Comparing the Effects of SUREE Programs on People With Scapular Downward Rotation Syndrome: A Randomized Clinical Trial

in Journal of Sport Rehabilitation
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Context: Scapular downward rotation syndrome (SDRS) is an impaired alignment that causes shoulder and neck pain. Interventions may lead to the reduction of pain intensity and joint position error (JPE) and improved range of motion (ROM). Objective: To evaluate the effects of 6-week Scapular Upward Rotation and Elevation Exercises (SUREE) with and without visual feedback on pain, ROM, and JPE in people with SDRS. Study Design: Randomized control trial. Setting: Institutional practice. Participants: Forty-two young and active subjects (22.61 [1.80] y; 27 males and 15 females) with unilateral SDRS randomly assigned into 3 groups (2 intervention groups and 1 control group). Interventions: SUREE without and with visual feedback programs. Main Outcome Measures: Pain, neck-flexion and rotation ROMs, and JPE were measured using visual analog scale (score), double inclinometer method, universal goniometer method (degrees), and a dual digital inclinometer (degrees), respectively, before and after interventions. Results: The results showed statistically significant changes within the experimental groups in all variables except for the neck rotation ROM in the SUREE intervention without visual feedback (P < .05). However, there were no changes in the control group before and after the interventions in all dependent variables (P < .05). Also, there were no significant differences between both experimental groups concerning all dependent variables except for the rotation ROM (P < .05). Conclusion: The results suggest that the 6-week SUREE with and without visual feedback programs result in decreased neck pain and improved flexion ROM and JPE during active neck motions in subjects with unilateral SDRS. However, the 6-week SUREE with visual feedback may improve the neck rotation ROM in subjects with unilateral SDRS. However, further studies are needed to confirm the results of this study.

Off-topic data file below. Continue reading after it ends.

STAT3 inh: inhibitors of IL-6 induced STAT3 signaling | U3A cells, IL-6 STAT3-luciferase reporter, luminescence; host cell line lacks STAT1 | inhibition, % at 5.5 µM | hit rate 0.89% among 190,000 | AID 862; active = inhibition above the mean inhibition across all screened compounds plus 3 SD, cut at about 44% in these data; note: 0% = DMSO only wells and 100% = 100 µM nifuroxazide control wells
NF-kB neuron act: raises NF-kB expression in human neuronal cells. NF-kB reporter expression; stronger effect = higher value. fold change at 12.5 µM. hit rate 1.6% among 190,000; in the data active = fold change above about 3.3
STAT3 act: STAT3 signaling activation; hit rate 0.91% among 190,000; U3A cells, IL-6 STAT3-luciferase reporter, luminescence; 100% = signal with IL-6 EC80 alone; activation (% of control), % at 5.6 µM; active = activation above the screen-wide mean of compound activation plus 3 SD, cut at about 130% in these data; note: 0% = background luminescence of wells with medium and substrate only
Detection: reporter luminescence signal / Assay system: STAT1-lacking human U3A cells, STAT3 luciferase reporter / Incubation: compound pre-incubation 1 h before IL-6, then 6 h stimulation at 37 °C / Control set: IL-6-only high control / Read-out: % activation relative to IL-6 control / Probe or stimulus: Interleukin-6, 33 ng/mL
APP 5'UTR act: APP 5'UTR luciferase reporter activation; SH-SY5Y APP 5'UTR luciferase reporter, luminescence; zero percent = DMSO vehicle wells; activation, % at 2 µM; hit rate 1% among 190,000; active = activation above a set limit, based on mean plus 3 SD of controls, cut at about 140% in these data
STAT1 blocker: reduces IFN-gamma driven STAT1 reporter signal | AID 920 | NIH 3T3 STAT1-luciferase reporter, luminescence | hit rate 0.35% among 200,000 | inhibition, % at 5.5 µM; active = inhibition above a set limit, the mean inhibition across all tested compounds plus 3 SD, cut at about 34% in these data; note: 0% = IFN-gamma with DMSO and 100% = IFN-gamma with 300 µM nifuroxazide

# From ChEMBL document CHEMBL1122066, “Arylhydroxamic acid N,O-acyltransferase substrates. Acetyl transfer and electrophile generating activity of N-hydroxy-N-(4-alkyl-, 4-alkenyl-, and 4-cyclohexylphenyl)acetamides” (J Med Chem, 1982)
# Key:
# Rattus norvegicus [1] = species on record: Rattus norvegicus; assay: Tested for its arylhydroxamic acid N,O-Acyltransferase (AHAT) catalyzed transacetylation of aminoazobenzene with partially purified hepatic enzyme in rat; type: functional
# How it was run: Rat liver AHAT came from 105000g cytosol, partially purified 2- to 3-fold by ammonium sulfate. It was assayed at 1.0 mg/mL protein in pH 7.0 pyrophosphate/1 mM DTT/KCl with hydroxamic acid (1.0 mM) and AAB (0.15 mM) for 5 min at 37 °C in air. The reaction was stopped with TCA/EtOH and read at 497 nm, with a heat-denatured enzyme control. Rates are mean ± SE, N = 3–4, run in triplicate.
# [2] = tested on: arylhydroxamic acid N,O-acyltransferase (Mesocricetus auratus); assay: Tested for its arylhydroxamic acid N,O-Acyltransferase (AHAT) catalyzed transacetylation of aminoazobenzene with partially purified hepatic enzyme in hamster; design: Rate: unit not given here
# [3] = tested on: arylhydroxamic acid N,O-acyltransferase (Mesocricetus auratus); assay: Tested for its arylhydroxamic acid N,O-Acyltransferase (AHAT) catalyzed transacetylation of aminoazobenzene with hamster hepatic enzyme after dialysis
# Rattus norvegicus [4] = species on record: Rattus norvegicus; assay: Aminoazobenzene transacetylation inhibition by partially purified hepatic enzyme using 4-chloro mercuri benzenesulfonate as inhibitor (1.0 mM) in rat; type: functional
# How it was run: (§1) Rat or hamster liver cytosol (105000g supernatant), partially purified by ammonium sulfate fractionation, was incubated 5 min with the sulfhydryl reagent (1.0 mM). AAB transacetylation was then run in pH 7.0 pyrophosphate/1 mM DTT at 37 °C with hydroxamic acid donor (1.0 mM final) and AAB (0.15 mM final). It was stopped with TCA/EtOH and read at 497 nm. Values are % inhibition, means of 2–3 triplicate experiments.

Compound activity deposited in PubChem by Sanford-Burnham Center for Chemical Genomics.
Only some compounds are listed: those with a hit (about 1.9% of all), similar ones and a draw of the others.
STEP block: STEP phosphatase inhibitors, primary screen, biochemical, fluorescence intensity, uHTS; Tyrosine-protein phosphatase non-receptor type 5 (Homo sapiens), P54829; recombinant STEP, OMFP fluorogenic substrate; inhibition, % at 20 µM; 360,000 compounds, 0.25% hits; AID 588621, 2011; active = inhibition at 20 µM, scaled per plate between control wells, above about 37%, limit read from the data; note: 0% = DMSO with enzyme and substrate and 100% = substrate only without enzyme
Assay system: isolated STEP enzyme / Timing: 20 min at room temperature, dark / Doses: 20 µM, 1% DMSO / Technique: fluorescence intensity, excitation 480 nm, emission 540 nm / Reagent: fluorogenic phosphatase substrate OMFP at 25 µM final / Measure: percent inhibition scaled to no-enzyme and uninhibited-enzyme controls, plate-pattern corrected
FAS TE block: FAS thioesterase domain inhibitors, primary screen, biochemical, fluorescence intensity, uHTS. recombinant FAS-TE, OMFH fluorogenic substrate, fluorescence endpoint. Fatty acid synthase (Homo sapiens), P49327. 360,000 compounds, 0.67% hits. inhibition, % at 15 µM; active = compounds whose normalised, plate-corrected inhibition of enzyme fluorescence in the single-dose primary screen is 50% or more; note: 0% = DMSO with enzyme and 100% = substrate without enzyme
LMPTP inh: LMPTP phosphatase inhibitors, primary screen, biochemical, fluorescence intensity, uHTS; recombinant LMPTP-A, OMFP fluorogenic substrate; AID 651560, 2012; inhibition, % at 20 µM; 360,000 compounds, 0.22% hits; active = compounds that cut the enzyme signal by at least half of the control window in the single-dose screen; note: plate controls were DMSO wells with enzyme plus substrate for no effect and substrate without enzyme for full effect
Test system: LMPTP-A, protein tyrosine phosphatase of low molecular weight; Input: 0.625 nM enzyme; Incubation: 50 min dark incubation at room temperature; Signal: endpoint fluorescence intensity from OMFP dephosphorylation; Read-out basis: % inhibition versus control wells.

Derakhshani and Khosrokiani are with the Faculty of Physical Education and Sport Sciences, Kharazmi University, Tehran, Iran. Letafatkar is with Biomechanics and Corrective Exercise Laboratory, Faculty of Physical Education and Sport Sciences, Kharazmi University, Tehran, Iran.

Letafatkar (letafatkaramir@yahoo.com) is corresponding author.
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